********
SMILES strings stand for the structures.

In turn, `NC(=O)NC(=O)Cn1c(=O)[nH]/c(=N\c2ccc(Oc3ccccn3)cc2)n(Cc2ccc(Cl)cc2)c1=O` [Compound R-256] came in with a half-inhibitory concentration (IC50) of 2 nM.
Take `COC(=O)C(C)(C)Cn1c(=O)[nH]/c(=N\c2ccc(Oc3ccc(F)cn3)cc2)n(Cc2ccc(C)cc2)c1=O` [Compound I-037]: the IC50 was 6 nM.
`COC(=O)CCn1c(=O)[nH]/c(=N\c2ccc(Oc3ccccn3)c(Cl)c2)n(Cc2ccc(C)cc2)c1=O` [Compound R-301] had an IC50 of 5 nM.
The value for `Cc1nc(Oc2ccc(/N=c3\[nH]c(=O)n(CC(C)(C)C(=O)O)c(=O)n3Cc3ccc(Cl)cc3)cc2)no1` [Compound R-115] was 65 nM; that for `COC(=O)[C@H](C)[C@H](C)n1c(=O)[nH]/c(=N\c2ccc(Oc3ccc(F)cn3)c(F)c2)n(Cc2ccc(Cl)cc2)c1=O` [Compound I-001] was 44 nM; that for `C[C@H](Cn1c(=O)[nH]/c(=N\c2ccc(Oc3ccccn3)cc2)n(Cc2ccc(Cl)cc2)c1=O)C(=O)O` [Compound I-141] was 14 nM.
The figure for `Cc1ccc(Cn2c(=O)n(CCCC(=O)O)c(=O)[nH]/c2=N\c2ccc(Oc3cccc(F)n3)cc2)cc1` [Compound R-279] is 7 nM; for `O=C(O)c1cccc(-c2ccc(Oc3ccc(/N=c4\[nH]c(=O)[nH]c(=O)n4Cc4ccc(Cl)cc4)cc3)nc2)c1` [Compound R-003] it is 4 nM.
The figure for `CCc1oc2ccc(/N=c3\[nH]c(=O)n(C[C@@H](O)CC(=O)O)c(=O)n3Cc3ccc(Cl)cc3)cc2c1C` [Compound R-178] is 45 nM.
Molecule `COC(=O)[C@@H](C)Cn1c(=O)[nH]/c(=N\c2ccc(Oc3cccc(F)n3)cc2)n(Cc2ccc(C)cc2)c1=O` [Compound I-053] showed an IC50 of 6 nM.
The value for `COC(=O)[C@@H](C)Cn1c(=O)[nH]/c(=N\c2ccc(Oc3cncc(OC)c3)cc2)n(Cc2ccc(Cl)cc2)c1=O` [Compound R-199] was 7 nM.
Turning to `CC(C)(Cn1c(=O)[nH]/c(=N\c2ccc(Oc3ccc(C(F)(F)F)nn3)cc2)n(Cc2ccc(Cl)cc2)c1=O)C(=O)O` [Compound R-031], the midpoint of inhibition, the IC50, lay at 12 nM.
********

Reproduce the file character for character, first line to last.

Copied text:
SMILES strings stand for the structures.

In turn, `NC(=O)NC(=O)Cn1c(=O)[nH]/c(=N\c2ccc(Oc3ccccn3)cc2)n(Cc2ccc(Cl)cc2)c1=O` [Compound R-256] came in with a half-inhibitory concentration (IC50) of 2 nM.
Take `COC(=O)C(C)(C)Cn1c(=O)[nH]/c(=N\c2ccc(Oc3ccc(F)cn3)cc2)n(Cc2ccc(C)cc2)c1=O` [Compound I-037]: the IC50 was 6 nM.
`COC(=O)CCn1c(=O)[nH]/c(=N\c2ccc(Oc3ccccn3)c(Cl)c2)n(Cc2ccc(C)cc2)c1=O` [Compound R-301] had an IC50 of 5 nM.
The value for `Cc1nc(Oc2ccc(/N=c3\[nH]c(=O)n(CC(C)(C)C(=O)O)c(=O)n3Cc3ccc(Cl)cc3)cc2)no1` [Compound R-115] was 65 nM; that for `COC(=O)[C@H](C)[C@H](C)n1c(=O)[nH]/c(=N\c2ccc(Oc3ccc(F)cn3)c(F)c2)n(Cc2ccc(Cl)cc2)c1=O` [Compound I-001] was 44 nM; that for `C[C@H](Cn1c(=O)[nH]/c(=N\c2ccc(Oc3ccccn3)cc2)n(Cc2ccc(Cl)cc2)c1=O)C(=O)O` [Compound I-141] was 14 nM.
The figure for `Cc1ccc(Cn2c(=O)n(CCCC(=O)O)c(=O)[nH]/c2=N\c2ccc(Oc3cccc(F)n3)cc2)cc1` [Compound R-279] is 7 nM; for `O=C(O)c1cccc(-c2ccc(Oc3ccc(/N=c4\[nH]c(=O)[nH]c(=O)n4Cc4ccc(Cl)cc4)cc3)nc2)c1` [Compound R-003] it is 4 nM.
The figure for `CCc1oc2ccc(/N=c3\[nH]c(=O)n(C[C@@H](O)CC(=O)O)c(=O)n3Cc3ccc(Cl)cc3)cc2c1C` [Compound R-178] is 45 nM.
Molecule `COC(=O)[C@@H](C)Cn1c(=O)[nH]/c(=N\c2ccc(Oc3cccc(F)n3)cc2)n(Cc2ccc(C)cc2)c1=O` [Compound I-053] showed an IC50 of 6 nM.
The value for `COC(=O)[C@@H](C)Cn1c(=O)[nH]/c(=N\c2ccc(Oc3cncc(OC)c3)cc2)n(Cc2ccc(Cl)cc2)c1=O` [Compound R-199] was 7 nM.
Turning to `CC(C)(Cn1c(=O)[nH]/c(=N\c2ccc(Oc3ccc(C(F)(F)F)nn3)cc2)n(Cc2ccc(Cl)cc2)c1=O)C(=O)O` [Compound R-031], the midpoint of inhibition, the IC50, lay at 12 nM.